Which is India’s most cosmopolitan city? If biryani is the yardstick to measure how diverse a city’s ethnicity is, then Bengaluru might be the city to stake that claim. While the city’s donne biryani – that has been served in military hotels for over a century, might be the city’s ‘original’ biryani, it is by no means the only one. Unlike Hyderabad, where the local biryani style rules the roost or Chennai, where biryanis from Ambur and Dindigul lead the pack, Bengaluru is literally a melting pot of biryanis. From Kolkata to Ambur to Thalassery to Lucknow, you can experience biryanis from across India without leaving town.
1. Donne Biryani
Bengaluru’s signature biryani takes its name from the arecanut palm cups that it’s served in. Bengaluru’s military hotels have been a quintessential part of the city’s foodscape since the beginning of the 20th century. Many of the city’s old school military hotels are in the heart of ‘Old Bangalore’, areas like Cottonpet and Malleshwaram. This biryani is traditionally not as spicy as the Hyderabadi biryani; it gets its unique flavours from the short grain seeraga samba rice, generous quantity of mint leaves and the meat marination technique that also includes curd. Try this at Ranganna Military Hotel in Jayanagar or at New Govind Rao Military Hotel in Chickpet.
2. Andhra-Style Biryani
Nagarjuna on Residency Road boasts of a loyal legion of fans. This restaurant has grown to become a chain but old-timers still head back to Residency Road. Nagarjuna’s Andhra meals are legendary with their spicy ‘podis’ (powders) but I also go back for their fiery Andhra-style biryani packed with flavours and cooked with tender mutton.
3. Thalassery Biryani
A welcome departure from the spicy biryanis, this version from Northern Kerala is cooked with aged, small grain, khaima rice and uses a subtle spice mix with a sprinkling of cashews and raisins. The cooking style is unique – the rice and the meat are cooked separately and then assembled together to cook in a dum style. Kappa Chakka Kandhari in Koramangala does one of the best versions of this dish. You can also try it at the eponymous Thalassery in Kammanahalli.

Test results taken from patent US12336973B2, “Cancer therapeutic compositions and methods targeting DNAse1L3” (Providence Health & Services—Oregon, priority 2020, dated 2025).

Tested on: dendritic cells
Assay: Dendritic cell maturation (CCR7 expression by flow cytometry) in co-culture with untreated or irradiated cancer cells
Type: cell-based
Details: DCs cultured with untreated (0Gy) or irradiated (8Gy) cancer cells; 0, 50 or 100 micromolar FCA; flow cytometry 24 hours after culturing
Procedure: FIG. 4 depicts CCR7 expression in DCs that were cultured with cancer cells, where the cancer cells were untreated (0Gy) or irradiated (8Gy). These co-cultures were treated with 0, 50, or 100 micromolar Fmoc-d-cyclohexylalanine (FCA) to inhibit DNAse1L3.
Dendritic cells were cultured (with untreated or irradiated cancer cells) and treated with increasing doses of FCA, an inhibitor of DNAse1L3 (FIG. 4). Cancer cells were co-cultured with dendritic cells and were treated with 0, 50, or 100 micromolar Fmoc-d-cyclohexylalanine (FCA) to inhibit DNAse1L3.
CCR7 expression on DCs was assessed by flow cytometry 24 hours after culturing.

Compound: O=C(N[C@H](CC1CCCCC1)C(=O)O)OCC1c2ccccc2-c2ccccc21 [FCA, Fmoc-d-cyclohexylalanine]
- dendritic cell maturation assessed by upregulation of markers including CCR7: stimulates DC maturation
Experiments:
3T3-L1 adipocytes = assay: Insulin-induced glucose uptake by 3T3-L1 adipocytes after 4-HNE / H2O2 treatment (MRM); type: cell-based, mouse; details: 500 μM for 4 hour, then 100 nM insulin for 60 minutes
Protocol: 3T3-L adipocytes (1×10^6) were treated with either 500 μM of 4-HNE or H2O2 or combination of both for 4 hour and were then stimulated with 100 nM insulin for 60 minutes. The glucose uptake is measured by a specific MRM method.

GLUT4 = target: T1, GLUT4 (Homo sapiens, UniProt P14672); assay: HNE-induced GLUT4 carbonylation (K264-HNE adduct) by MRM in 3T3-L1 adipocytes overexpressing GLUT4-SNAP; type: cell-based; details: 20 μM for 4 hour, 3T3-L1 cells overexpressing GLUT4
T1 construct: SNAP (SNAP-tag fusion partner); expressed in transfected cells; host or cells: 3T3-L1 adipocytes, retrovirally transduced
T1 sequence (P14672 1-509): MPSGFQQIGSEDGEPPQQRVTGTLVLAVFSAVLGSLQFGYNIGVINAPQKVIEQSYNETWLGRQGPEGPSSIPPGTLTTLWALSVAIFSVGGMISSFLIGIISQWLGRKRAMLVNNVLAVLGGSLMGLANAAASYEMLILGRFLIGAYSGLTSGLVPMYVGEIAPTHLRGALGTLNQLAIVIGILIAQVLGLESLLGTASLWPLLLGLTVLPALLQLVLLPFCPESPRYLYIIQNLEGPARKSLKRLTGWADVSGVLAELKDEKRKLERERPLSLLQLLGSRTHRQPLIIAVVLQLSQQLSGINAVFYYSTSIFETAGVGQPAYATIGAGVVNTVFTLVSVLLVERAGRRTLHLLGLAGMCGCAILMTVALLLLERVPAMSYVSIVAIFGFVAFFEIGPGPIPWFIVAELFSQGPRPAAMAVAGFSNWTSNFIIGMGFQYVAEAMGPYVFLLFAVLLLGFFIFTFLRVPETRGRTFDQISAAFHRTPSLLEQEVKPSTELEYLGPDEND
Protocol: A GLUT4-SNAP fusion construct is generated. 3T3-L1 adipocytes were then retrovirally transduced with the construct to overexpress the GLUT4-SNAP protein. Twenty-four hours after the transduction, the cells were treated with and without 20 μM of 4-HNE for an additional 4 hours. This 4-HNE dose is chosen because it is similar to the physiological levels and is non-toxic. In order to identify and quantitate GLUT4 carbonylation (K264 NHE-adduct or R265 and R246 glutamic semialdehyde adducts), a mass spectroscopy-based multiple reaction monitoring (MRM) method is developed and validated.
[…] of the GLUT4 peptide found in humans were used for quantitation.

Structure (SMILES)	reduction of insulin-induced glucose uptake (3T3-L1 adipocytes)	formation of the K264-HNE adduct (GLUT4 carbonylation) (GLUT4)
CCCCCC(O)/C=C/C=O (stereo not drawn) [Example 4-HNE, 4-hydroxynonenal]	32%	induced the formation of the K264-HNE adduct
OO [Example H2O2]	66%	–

4. Kolkata-Style Biryani
A biryani with a fascinating back story that begins in the 1850s, when Wajid Ali Shah was banished from Lucknow to Kolkata. The Kolkata Awadhi style biryani is believed to have originated in his kitchen in Kolkata with its unique use of potato and eggs (that was apparently done to deal with the shortage of meat). Ask anyone who has moved from Kolkata to Bengaluru and they’re likely to direct you to Lazeez in Koramangala for the best spin on the Kolkata biryani in town.
5. Lucknow Biryani
There’s something irresistible about an authentic Awadhi-style biryani from Lucknow. This is not an overly spicy biryani but one that is full of subtle flavours that are enhanced by the slow dum-style cooking method. Kebabs and Kurries at ITC Gardenia Bengaluru is one of my favourite spots for an authentic Lucknow-style biryani. The restaurant also serves signature dishes like the Dal Bukhara and Sikandari Raan.
6. Bhatkali Biryani
I still remember the first time I tried this biryani on a road trip from Mangaluru to Goa. It is road trippers along this scenic route in coastal Karnataka that have put the spotlight on this biryani. Many of them make the stop at Kwality hotel in Bhatkal. You can also try this out in Alibaba Café in Frazer Town that serves an authentic version of the Bhatkali biryani marinated in a spicy onion masala.
7. Ambur Biryani
If I have to pick one version of biryani from Tamil Nadu, it would be the Ambur biryani. This famous biryani town is also a global sourcing hub for fine leather products and is halfway between Bengaluru and Chennai. It’s the unique cooking style – where the rice and meat are cooked separately before bringing them together in a covered vessel in traditional ‘dum’ style, that sets it apart. Cooks use both basmati rice and the small grain local seeraga samba rice. If you don’t have the time for the three-hour drive to Ambur, you can head to outlets like new Ambur Biryani Point in Koramangala for your Ambur biryani fix.
Hope you liked these options. Do let us know your opinion in the comment section below.
About Ashwin RajagopalanI am the proverbial slashie – a content architect, writer, speaker and cultural intelligence coach. School lunch boxes are usually the beginning of our culinary discoveries.That curiosity hasn’t waned. It’s only got stronger as I’ve explored culinary cultures, street food and fine dining restaurants across the world. I’ve discovered cultures and destinations through culinary motifs. I am equally passionate about writing on consumer tech and travel.